• You will have the opportunity to participate in research that could be published somewhere
  • Gain more knowledge on a topic which you are most likely very passionate about
  • Your resume will stand out when applying for jobs compared to people without a graduate degree, which can give you higher chances of getting hired.


Ask yourselves these questions above to help you reflect on your goals and aspirations. It may be helpful also to assess your financial situation, current position, and mental health. Think: Is Grad school a good fit for your right now? If you answered yes, then move on to the next step, doing research!

Researching Your Program: Heading link

  • Step 1: Do a general search on Google to see what Universities offer your intended program of interest
  • Step 2: Jot down the name of universities and the program/degree they offer
  • Step 3: Lookup program by school and type of degree MA, MS, or Ph.D., etc.
    • Read their program carefully. Are there any concentrations? Do they match your own?
    • What are the qualifications or requirements to apply?
    • Check if the success of the program will grant you certifications of some sort. (Does your career goal need certifications?)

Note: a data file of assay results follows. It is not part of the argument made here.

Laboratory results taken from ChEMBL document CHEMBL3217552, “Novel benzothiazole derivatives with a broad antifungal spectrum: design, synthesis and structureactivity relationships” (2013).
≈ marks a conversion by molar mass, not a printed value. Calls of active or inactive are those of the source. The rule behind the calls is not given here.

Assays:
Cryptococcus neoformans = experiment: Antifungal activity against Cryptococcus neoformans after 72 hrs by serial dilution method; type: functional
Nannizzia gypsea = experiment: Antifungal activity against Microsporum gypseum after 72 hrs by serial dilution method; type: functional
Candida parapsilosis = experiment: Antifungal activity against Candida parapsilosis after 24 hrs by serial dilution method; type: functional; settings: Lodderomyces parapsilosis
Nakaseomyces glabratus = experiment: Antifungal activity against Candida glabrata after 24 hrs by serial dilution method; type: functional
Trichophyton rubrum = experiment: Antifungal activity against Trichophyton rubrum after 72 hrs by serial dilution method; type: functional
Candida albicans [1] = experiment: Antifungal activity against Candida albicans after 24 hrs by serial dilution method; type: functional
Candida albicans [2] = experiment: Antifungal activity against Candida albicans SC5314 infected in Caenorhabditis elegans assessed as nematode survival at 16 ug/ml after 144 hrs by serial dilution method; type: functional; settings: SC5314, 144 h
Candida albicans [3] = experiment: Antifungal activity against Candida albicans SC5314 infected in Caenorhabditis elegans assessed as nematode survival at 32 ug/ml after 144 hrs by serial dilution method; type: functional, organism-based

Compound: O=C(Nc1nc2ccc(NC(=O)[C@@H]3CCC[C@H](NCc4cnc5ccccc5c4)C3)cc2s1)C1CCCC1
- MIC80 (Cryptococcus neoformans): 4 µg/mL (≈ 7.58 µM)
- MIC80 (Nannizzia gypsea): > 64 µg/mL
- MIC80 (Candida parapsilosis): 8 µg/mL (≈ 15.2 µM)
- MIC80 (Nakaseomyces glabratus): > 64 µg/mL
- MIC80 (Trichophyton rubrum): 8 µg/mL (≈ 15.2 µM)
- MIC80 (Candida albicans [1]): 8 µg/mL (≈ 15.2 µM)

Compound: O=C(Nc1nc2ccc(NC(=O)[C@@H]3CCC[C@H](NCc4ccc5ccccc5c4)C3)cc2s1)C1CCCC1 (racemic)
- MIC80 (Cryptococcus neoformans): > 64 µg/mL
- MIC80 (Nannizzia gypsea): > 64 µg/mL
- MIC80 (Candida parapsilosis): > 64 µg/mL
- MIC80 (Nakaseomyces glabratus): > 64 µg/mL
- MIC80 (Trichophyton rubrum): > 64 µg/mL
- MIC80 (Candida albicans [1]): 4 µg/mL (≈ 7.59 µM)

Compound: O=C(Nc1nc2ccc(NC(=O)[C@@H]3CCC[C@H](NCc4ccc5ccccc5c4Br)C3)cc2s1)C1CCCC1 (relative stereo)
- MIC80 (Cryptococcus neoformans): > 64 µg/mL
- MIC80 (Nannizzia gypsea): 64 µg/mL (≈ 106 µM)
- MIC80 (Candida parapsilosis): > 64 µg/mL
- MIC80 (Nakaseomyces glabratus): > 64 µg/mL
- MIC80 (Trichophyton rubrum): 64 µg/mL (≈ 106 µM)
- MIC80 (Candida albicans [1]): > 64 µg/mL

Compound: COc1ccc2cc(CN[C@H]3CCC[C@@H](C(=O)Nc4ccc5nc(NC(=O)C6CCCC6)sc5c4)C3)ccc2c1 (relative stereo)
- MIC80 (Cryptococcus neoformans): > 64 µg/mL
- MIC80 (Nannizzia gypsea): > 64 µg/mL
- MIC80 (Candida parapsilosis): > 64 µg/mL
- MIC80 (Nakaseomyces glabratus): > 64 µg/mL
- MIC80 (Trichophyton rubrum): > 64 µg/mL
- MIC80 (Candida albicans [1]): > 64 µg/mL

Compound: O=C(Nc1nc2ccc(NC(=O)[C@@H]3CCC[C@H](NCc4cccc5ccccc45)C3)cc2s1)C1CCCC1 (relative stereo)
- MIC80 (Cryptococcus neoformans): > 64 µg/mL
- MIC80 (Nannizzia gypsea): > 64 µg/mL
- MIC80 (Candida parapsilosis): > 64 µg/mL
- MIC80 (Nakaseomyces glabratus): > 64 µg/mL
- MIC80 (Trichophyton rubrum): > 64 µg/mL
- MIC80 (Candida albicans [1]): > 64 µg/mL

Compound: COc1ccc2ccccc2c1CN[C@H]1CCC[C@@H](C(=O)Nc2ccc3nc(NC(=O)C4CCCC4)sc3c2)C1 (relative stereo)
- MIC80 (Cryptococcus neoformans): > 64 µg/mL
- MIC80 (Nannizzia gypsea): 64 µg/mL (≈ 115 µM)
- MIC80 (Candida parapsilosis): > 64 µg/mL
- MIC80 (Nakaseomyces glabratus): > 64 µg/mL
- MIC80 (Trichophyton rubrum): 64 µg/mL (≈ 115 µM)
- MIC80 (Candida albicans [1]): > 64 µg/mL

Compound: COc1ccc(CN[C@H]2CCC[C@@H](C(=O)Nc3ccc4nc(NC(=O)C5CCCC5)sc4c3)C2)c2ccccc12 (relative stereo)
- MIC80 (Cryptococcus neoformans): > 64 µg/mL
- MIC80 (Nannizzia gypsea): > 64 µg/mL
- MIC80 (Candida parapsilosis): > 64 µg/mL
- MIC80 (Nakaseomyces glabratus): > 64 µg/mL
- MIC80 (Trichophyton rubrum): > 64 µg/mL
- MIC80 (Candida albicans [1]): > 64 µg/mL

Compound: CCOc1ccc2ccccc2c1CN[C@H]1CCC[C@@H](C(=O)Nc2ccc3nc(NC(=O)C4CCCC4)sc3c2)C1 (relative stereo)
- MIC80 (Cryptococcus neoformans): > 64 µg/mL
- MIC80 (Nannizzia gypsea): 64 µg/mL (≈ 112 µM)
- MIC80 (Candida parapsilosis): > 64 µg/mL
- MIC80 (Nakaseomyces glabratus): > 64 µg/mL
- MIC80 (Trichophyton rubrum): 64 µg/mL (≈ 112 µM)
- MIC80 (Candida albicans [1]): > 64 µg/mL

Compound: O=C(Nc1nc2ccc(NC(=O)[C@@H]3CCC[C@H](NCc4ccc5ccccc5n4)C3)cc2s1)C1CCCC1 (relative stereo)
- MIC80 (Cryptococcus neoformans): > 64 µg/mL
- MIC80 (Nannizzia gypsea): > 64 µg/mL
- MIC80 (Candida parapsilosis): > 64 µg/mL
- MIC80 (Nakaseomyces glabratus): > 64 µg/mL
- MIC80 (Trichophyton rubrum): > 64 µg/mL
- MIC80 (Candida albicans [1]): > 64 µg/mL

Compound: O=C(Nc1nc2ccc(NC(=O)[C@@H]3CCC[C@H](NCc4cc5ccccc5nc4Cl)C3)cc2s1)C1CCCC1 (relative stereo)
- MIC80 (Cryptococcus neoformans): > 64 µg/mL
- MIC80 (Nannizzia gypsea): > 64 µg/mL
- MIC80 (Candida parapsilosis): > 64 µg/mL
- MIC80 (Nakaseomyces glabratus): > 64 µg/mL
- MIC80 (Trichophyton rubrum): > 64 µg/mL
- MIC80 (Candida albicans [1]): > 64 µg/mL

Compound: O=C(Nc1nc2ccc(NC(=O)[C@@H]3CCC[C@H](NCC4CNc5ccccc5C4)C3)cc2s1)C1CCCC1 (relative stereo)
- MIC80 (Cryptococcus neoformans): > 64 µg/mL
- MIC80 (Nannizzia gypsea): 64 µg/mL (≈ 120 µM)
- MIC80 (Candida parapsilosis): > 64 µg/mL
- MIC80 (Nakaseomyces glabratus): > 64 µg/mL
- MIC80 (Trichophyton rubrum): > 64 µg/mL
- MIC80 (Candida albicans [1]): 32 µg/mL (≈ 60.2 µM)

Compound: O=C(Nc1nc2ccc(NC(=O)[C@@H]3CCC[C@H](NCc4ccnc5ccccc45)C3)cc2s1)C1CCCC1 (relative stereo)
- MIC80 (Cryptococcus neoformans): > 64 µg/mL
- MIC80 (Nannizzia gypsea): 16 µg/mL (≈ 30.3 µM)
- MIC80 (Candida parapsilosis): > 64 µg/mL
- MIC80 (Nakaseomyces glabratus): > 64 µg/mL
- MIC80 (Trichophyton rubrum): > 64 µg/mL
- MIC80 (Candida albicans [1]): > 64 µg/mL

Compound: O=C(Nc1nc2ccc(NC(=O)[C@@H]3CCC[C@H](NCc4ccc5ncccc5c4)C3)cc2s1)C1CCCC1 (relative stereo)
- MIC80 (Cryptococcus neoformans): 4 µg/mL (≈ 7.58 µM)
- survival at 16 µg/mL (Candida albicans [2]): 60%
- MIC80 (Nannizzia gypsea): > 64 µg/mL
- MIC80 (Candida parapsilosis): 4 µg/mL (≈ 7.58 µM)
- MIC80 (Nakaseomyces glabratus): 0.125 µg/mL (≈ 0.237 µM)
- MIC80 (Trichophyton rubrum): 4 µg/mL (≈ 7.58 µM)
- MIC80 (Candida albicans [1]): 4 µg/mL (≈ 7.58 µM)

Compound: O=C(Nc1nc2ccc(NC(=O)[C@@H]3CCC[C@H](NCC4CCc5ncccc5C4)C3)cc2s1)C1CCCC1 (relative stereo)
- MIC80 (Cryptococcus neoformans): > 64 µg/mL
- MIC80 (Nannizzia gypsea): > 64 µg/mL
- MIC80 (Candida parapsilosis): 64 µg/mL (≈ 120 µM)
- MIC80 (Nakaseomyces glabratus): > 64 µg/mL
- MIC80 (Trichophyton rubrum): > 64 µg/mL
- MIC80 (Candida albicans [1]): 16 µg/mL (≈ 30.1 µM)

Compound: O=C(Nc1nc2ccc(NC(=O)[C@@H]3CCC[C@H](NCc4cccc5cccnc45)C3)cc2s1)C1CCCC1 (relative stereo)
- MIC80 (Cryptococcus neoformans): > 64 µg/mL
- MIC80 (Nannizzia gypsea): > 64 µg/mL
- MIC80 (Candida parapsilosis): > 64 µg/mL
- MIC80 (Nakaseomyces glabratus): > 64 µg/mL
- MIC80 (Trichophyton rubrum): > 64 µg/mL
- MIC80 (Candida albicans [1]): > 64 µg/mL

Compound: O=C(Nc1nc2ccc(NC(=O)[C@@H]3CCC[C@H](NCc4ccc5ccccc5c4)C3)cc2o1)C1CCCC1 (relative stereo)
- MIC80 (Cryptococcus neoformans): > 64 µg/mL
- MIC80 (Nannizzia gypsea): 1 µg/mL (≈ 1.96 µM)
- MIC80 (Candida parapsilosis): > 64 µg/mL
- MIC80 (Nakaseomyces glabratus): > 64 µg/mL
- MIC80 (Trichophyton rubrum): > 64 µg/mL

• Do they offer financial aid, scholarships, assistantships to help pay the cost of tuition?
    • What resources do they have for students in the program to help them succeed?
    • Does the program require a dissertation? Practicum experience?
    • What’s the general student population? Is that a good fit for you?
    • What time do classes usually occur? Are they flexible for full-time working students?
  • Step 4: Using the Grad School Guide pdf. or an excel sheet, highlight what programs you are interested in and if you have any answered questions from viewing their website. (Write your questions down to ask admissions)
  • Step 5: Revisit the application steps and the process of programs you plan to apply to

Once you settled down on what program you would apply to, you can then work on the applying process.

Tips on the Application Process: Utilize Your UIC Resources! Heading link

  • Schedule appointments with your intended program admissions folx so that you can ask them questions about the program and see if it’s a good fit. You can also feel free to ask admissions folkx if they can introduce you to students in the program to ask them questions about their experience, student culture, and program rigor.